Studies in Twentieth-Century Literature : J.M. Coetzee: Art, Ethics & Biopolitics

Course Number: ENGL 234
Prerequisites: Graduate Standing
Catalog Course Entry: ENGL 234
Quarter: Spring 2011
Instructor: Samolsky, Russell
Day(s): R
Time: 5:00 PM - 7:50 PM
Location: SH 2714
Description:

Content of the course will vary from quarter to quarter and these courses may be repeated for credit with consent of the chair of the departmental graduate committee.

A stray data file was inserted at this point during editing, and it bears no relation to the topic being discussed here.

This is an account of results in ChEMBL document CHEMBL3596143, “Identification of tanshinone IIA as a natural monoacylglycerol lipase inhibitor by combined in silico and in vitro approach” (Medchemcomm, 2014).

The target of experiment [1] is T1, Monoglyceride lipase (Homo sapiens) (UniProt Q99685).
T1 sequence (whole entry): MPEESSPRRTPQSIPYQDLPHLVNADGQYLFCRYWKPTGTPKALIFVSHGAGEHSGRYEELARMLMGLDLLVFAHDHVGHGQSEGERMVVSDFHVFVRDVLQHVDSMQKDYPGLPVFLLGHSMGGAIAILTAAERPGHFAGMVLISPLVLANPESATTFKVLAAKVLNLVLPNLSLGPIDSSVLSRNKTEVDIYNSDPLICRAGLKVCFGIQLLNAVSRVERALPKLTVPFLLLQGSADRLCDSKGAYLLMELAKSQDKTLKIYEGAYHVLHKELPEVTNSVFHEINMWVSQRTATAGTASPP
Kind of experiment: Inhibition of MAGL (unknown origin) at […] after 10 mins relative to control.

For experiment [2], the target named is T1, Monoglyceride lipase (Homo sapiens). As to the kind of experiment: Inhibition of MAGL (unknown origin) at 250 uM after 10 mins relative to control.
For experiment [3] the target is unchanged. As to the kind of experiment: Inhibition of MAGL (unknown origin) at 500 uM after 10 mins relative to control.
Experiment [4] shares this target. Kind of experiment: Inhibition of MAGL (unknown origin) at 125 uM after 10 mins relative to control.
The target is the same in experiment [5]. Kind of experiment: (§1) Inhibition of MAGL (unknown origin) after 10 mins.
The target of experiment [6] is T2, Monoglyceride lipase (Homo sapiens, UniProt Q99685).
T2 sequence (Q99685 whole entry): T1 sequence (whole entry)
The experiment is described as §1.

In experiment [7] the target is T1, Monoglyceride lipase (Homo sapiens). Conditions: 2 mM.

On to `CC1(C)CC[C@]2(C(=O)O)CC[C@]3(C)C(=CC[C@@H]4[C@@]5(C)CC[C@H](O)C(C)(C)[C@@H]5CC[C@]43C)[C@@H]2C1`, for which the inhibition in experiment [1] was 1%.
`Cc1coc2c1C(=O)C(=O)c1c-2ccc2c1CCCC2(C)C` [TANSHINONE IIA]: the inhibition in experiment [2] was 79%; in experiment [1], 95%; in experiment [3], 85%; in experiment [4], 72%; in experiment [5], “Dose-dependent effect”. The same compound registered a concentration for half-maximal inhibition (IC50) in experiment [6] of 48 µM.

This seminar proposes to work through Coetzee's texts in relation to the contemporary turn to ethics and biopolitics. Indeed, it is in such a context that we can read Gayatri Spivak's recent statement that she has “often felt that the formal logic of Coetzee's fiction mimes ethical moves in an uncanny way.” While Coetzee's writings have been most often situated in terms of postcolonial discourse (an engagement that we shall not altogether forgo), his texts also resonate powerfully with the questions that motivate contemporary theory. How, for example, might Waiting for the Barbarians be read in terms of the revelation of sanctioned torture at Abu Ghraib prison? What might this allegory forged in the context of late apartheid still have to teach us about “ the law,” states of exception, and the terror of the war on terror? What intersections might we draw between Giorgio Agamben's Homo Sacer, bare life, and The Life and Times of Michael K? And what relation might be drawn between the emergence of the work of art in Disgrace and Jacques Derrida's thought on the event, the arrivant, responsibility, and the question of the animal? These are some of the questions that we shall pose in a seminar that focuses principally on Coetzee's novels but also addresses his autobiographical and critical writings. Moving from an engagement with the Coetzee of late apartheid to the Coetzee of post-apartheid, readings will also include theoretical texts by Agamben, Spivak, Antjie Krog, Derrida, Derek Attridge, and Alain Badiou.